Couple's Schenectady residence featured prominently in film
On a Saturday morning in late September 2011, Heather and Andy Chestnut walked in the door of their historic home in the GE Realty Plot to find a huge mess.
Empty booze bottles littered the room, the remnants of their contents puddled here and there; pills, joints and cigarette butts were scattered everywhere.
But the couple remained calm and obeyed the big sign that had been pasted to their home's exterior door. It said something like: "Do not touch anything. The party is a mess. Everything is spilled, but it's set how we want it."
The carefully arranged chaos was part of a party scene in Derek Cianfrance's film "The Place Beyond The Pines."
Shot almost exclusively in the Schenectady area in 2011, the movie tells the story of Luke Glanton, a motorcycle stunt rider played by Ryan Gosling, who resorts to extreme measures to support his young child. During a robbery-gone-wrong, he meets up with Avery Cross, a rookie Schenectady cop played by Bradley Cooper. A long-stretching conflict between the two men and their families ensues.
Crews spent September of 2011 filming scenes both inside and outside the Chestnuts' home, which was built in 1907 for City Judge Alexander Vedder.
The home's elegant white corner pillars mirror those on Schenectady's City Hall, Heather Chestnut noted.
For the film, the stately residence was first transformed into the home of Cross' father, Al, played by Harris Yulin. Later in the film, when Al Cross dies, Avery Cross moves in.
Don Ritter, who heads the New York-Capital District Film Community, approached the Chestnuts about using their house in the movie in June of 2011 and the couple readily agreed.
"I called [the filmmakers] and within an hour they came over and circular filmed every room in my house and then they started coming over every day," Heather Chestnut recalled.
In preparation for the shoot, some of the couple's furnishings were moved out and different furniture was brought in. Walls were painted, light fixtures replaced and new curtains hung.
The furnishings had masculine trophy and nautical themes, Andy Chestnut said.
The first floor of the house served as Al Cross' residence for the first two weeks of shooting. The Chestnuts were allowed to cook breakfast in their kitchen, but once the film crew showed up for its noon-to-midnight filming cycle, they had to make themselves scarce.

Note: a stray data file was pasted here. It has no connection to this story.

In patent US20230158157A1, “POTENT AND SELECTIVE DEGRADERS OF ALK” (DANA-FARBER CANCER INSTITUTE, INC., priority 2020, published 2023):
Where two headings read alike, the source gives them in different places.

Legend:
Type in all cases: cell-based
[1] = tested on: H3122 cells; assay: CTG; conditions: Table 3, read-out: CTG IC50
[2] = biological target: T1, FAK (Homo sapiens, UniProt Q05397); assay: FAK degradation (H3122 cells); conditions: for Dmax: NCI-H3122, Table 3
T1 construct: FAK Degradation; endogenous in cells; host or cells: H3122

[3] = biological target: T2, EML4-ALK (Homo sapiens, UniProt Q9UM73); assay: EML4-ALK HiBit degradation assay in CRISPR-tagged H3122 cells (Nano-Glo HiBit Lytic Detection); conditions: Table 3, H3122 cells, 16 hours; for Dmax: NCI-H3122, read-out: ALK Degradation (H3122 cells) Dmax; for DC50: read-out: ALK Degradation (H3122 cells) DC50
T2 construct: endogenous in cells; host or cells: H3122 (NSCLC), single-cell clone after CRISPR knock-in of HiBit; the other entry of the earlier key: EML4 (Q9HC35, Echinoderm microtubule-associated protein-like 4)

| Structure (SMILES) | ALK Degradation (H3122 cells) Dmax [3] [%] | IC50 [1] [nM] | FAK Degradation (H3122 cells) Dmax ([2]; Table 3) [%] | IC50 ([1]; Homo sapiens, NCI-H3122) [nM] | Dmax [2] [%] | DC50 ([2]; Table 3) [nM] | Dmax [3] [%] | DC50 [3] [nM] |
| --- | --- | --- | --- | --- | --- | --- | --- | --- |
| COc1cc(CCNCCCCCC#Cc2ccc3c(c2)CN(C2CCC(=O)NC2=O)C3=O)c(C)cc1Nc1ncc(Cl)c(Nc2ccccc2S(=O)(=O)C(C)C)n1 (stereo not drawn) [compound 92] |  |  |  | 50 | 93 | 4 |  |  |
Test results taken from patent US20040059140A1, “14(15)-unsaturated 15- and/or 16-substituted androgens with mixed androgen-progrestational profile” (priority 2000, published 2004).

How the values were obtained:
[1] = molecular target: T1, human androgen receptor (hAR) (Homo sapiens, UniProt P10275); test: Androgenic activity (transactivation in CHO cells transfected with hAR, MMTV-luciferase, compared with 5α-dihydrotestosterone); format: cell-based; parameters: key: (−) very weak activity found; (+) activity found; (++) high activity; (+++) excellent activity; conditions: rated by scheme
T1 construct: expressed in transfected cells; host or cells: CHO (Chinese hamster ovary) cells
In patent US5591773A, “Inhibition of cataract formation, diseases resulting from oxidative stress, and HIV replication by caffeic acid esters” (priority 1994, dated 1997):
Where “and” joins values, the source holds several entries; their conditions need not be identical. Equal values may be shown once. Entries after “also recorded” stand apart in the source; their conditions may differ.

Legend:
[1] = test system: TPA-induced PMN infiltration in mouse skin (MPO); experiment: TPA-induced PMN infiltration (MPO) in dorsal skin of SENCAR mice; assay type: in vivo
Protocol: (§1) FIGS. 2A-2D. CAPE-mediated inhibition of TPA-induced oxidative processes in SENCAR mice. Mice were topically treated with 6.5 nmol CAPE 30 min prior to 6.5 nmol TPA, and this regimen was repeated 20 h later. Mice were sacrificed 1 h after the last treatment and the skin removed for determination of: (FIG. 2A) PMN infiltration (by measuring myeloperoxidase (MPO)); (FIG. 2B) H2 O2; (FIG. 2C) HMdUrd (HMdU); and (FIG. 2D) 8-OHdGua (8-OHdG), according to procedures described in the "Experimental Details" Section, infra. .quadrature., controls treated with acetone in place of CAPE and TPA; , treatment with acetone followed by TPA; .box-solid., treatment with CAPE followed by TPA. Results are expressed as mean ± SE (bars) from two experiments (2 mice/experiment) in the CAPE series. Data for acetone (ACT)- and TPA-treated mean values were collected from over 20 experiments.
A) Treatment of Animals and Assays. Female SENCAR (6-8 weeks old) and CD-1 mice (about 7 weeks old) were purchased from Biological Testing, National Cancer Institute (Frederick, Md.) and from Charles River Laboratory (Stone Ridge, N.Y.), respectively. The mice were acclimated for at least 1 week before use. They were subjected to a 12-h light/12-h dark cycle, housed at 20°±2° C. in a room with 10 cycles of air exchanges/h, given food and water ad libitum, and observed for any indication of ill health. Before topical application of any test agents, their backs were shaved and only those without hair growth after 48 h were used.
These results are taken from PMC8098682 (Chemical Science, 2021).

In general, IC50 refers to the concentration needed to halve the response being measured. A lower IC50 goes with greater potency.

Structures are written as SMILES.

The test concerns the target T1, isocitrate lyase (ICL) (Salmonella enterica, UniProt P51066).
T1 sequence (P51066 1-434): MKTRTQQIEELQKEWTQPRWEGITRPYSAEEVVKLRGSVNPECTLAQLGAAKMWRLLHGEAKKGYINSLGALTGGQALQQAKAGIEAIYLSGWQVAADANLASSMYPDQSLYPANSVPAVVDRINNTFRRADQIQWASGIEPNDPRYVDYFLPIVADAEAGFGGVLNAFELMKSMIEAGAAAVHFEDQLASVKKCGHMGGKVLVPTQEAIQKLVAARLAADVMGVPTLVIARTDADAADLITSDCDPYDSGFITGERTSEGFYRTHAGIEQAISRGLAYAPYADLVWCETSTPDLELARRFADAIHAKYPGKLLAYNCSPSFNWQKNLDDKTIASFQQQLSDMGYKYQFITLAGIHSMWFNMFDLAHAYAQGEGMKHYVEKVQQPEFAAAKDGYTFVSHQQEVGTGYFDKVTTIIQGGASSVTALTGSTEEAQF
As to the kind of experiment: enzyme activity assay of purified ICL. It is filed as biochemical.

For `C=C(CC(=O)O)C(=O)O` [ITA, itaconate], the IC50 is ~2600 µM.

"We were allowed to be here and watch on the monitors any of the filming but we couldn't be where the shots were," Heather Chestnut said.
In the final two weeks of shooting, the house was Avery Cross' residence, and scenes were shot both upstairs and down. During that time, the Chestnuts were put up at the Holiday Inn in Schenectady, where the film crew was staying, because pretty much everything in the house was off limits.
"The toilet paper was already turned just the way they wanted it in the scene. You can't touch a towel, you can't touch the toilet paper, you can't touch anything," Heather Chestnut explained.
When filming was in progress, there were over 100 people in the house at all times.
"I certainly look at credits of movies differently now," said Andy Chestnut, listing some of the crew members' jobs that are no longer a mystery to him.
"There was the location manager and I learned what they do, which is basically to babysit us. He was very personable but it became apparent that his job was to distract us while the other guys were doing what they were doing," he said.
Owner lands a part
When filming got under way, an actress was still being sought to play Avery Cross' mother-in-law. Heather Chestnut, who has acted in shows with the New York State Theatre Institute and the Empire State Youth Theatre Institute, landed the role.
She's in two scenes filmed at a house on Story Avenue and has a speaking part in one of them.
"We had to eat spaghetti and meatballs for 3 1/2 hours and every time he said 'cut,' [he told us] 'Load your plates back up and make like you're hungry,' It was crazy, but you do what you have to to be in the movies," she said.
Despite their close proximity to the movie's stars, the Chestnuts gave them a lot of space.
"I could have taken pictures, I could have asked for autographs, but I decided that I didn't want to do any of that," Heather Chestnut said. "When I'm an actor, I don't want people disturbing me when I'm trying to do my work, so I gave them the same thing. I would say, 'Hi, how are you Bradley Cooper today?' and then he'd go off and he'd have his cell phone and he's doing this and he's doing that and other people want to talk to him too and I just left him alone. I just did it kind of out of respect," she said.
A few mementos
Although they don't have photos that document their brush with fame, the Chestnuts do have a few mementos. Heather Chestnut kept Avery Cross' grey Union College sweatshirt, used in a scene shot in the master bedroom. Her husband has campaign posters and buttons from the part in the movie when Avery Cross runs for state attorney general.
The curtains in two of the bedrooms and a galvanized tub that held a keg during the party scene are remnants of the shoot as well.
The Chestnuts were also rewarded with a paycheck for opening their home to the filmmakers.
"We got paid for every single day they were here," Heather Chestnut explained. "It was a contract, and it was a shooting day, a hold day or a moving in and out day. They were doing one of those things every single day in September and so there's a fee scale for each one."
She wouldn't divulge how much they were paid, but said, "It was wonderful. It was not life-changing, but it was very nice."